Village of Great Neck Housing Authority gets $60k in federal money for capital fund

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Village of Great Neck Housing Authority gets $60k in federal money for capital fund
The Village of Great Neck Housing Authority. (Photo from Google Maps)

U.S. senators Charles Schumer and Kristen Gillibrand announced on Friday the acquisition of nearly $400 million for housing authorities in New York State, including $60,279 for the Village of Great Neck Housing Authority.

While the $60,279 is a small chunk of the $400 million, every bit of money counts for the Village of Great Neck Housing Authority as it figures out how to do more with less.

The money goes towards building improvements and repairs like light replacements. The federal money secured last year for the capital fund was $60,190, a difference of less than $100.

The amount of money provided has been relatively consistent the last few years, but used to be much higher in the early 2000s, according to the Housing Authority.

“I will tell you that that number ‘60,000’, which has been pretty consistent over the last [few] years, was reduced from years back,” said Ellen Schuchman, assistant housing project manager. “One year was $95,000, another was $97,000.”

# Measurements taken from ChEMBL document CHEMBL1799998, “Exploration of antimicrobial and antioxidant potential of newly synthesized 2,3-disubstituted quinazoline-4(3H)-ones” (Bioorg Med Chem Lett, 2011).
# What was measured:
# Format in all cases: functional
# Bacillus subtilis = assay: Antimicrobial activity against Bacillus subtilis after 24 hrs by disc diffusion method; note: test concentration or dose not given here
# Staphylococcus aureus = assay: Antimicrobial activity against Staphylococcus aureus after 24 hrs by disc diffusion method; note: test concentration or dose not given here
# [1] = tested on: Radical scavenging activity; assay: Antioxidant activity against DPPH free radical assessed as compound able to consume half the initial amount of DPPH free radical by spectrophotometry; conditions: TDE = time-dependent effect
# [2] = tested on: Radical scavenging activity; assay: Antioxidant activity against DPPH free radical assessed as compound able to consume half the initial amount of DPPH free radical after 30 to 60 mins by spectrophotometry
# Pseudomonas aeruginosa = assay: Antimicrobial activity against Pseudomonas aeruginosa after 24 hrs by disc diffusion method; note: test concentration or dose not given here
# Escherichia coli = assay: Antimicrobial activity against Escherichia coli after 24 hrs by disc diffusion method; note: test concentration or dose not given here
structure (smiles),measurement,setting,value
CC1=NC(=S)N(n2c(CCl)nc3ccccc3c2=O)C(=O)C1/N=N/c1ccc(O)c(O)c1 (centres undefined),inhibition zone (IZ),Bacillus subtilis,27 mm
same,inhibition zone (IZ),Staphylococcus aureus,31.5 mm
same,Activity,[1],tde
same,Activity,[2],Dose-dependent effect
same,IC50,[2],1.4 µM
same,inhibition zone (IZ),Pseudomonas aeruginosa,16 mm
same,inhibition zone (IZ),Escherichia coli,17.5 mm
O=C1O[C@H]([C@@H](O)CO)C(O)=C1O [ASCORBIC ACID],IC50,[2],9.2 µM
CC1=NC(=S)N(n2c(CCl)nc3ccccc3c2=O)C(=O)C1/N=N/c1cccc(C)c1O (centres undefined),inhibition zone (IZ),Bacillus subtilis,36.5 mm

“It’s been, pretty much, a steady decline,” Schuchman added.

Federal subsidies for the facility have also declined. Schuchman, who has worked there for 16 years, could recall a time where their monthly operating subsidy was around $60,000. Now they are between $10,000 and $11,000, she said.

The Village of Great Neck Housing Authority’s facility features 74 studio and one-bedroom apartments for low-income residents 62 and older. Because some couples live together, Schuchman estimates roughly 90 people live there.

The waiting list, however, features many more people both inside the village and nearby waiting for housing there.

“The current approximate waiting time… Right now it’s running about six years for residents of Great Neck. There’s hundreds of people,” Schuchman said, noting an increase in demand for public affordable housing.

“Outside of Great Neck, it’s longer or never,” she added.

To compensate for lower support and higher demand, Schuchman noted they have used their reserve funds for the first time.

“These people are at the very forefront of where budgets are being cut back or being proposed to be cutback,” Schuchman said.

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